The government will look “absurd” if it rejects the Leveson Report’s recommendations for the regulation of the press in favour of a Royal Charter, a former chairman of the Conservative Party has said.
Lord Fowler, also a former chairman of the House of Lords Communications Committee, has urged David Cameron to reverse his opposition to Lord Justice Leveson’s suggestion for the statuatory underpinning of the independent self-regulation of the press.
On Friday peers will debate the Leveson Report. The recommendations have split parliament, the coalition and the Tory party down the middle.
The prime minister dismayed many anti-phone hacking campaigners when he decided to reject Leveson’s call for a new system of press regulation to be backed by a new law.
Opponents of the plan, including editors of national newspapers and magazines, have argued that any state involvement in regulation will seriously threaten the freedom of the press.
However Lord Fowler told The Huffington Post UK that in reality the Leveson plan as “modest and moderate” and should be adopted as soon as possible
“The whole thing is in a bit of a muddle, I think that the obvious thing to do would be implement the Leveson report and the proposal on statutory underpinning,” he said.
“There has been enormous amount of black propaganda about what all this is going to mean and a number of people have accepted what they say.
“There was an ex-cabinet colleague of mine who couldn’t understand what all the fuss was about, they said [Leveson] was a very modest measure, and that’s true.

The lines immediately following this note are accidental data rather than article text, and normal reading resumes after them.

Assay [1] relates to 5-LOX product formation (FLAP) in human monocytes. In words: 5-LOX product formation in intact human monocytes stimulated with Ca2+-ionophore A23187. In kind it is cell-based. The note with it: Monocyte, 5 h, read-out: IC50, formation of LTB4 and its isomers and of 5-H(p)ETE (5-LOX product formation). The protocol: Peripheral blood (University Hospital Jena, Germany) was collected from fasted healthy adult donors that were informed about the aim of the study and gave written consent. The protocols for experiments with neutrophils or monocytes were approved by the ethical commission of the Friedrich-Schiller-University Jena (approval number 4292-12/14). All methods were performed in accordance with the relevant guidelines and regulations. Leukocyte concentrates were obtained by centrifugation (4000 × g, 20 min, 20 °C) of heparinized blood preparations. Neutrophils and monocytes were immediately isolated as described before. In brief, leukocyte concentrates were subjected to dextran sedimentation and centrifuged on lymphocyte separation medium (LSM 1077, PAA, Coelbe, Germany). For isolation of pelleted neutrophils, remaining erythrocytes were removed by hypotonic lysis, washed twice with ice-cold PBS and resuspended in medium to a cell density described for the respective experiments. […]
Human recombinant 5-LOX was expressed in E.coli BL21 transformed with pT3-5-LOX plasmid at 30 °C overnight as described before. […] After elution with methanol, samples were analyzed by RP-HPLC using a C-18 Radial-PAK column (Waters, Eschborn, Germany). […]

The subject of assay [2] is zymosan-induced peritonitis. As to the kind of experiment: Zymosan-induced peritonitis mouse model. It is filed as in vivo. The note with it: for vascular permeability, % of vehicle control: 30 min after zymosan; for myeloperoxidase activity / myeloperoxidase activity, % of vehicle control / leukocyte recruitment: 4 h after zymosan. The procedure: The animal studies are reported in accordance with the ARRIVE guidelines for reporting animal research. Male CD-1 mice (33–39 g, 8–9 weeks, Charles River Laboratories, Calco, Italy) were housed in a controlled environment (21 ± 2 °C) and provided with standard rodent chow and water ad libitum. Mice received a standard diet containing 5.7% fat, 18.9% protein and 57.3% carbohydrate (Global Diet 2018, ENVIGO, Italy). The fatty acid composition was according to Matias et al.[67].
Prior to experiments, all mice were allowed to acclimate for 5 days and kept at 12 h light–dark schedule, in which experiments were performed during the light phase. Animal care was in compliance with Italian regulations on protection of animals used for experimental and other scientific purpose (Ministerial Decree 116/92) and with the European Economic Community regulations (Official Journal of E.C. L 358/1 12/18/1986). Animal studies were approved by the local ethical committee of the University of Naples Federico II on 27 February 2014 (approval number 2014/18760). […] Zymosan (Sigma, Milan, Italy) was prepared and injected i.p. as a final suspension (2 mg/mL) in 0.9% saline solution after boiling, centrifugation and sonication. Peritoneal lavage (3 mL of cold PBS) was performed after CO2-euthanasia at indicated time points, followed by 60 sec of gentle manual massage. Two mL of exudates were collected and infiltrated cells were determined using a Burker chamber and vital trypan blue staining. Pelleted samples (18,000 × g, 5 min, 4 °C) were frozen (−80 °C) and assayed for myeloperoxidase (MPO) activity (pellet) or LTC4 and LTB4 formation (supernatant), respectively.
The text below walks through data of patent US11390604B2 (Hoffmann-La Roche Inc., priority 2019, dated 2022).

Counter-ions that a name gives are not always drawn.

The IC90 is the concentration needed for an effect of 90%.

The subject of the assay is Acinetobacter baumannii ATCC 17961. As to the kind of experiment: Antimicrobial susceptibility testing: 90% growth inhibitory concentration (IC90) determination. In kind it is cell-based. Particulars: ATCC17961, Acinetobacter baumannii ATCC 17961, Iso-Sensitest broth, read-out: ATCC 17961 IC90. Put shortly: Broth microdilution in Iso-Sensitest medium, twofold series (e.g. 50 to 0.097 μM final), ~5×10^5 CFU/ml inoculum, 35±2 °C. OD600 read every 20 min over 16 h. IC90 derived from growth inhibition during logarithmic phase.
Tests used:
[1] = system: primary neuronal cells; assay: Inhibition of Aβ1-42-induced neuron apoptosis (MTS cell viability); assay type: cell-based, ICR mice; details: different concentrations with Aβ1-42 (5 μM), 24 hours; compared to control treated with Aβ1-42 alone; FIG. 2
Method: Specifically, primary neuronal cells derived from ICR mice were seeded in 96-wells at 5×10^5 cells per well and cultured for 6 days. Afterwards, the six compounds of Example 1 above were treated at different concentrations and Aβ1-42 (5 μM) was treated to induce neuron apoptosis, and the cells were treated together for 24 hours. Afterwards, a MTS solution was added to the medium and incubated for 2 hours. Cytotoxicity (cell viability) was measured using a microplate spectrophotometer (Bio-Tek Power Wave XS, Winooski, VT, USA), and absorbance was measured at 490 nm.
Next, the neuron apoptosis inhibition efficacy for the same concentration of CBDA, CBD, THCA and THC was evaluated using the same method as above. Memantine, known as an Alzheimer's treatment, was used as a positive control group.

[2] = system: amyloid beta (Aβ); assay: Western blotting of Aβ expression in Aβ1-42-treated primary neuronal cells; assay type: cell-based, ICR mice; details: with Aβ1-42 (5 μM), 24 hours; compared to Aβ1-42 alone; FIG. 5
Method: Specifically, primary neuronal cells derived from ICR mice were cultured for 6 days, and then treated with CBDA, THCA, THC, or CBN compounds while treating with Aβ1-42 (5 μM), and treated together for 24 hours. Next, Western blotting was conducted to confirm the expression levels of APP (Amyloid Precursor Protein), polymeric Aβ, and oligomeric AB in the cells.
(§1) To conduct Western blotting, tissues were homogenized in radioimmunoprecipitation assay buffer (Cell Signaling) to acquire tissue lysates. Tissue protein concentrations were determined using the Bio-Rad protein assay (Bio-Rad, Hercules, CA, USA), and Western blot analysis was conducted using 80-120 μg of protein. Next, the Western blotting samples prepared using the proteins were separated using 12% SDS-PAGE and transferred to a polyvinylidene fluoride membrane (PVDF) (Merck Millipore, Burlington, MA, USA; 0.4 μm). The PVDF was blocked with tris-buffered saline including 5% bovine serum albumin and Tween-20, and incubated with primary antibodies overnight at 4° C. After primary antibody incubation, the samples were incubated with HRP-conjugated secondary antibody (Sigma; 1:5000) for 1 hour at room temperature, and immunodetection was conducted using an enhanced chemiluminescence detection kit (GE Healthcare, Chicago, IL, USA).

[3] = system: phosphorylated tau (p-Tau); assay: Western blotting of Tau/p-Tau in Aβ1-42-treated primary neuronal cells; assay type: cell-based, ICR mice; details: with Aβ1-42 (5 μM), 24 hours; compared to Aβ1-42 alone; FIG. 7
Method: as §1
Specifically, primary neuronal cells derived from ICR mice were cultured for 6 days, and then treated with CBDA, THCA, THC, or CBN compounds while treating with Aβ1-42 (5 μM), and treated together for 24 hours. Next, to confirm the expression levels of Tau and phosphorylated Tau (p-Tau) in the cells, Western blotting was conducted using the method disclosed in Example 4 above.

“Those who say this is statutory control, I think that that’s inaccurate. I think it's simply not statutory control; it’s a very modest underpinning."
It has been reported that in an effort to find a solution to the impasse, the government is considering an alternative option that would see a new system of press regulation overseen by a Royal Charter - granted by the privy council and independent of parliament.
The privy council is headed by Nick Clegg and made up of other cabinet ministers and other members of the government – leaving open the possibility government could withdraw any new regulator the right to regulate the press if it dislikes how it acts.
Lord Fowler said because of this the idea in many ways was “worse than the Leveson proposals” as it went too far the other way towards state control.
“I think it’s a bad idea. First of all a Royal Charter is a very arcane and antique system,” he said. “It gives power to the privy council, which is not exactly a democratic body.”
“It effectively is saying the government is going to take a big part of the control.
“Behind close doors my understanding is, and I wouldn’t swear to this, my understanding is they trying to make the Royal Charter thing work.
He added: “But I think it will just look absurd if the government says we’re not going to have underpinning, but instead now have a Royal Charter.”
The former Tory chairman observed that a Royal Charter, which he said is in effect “stitch-up” between the government and the Corporation, oversees the BBC.
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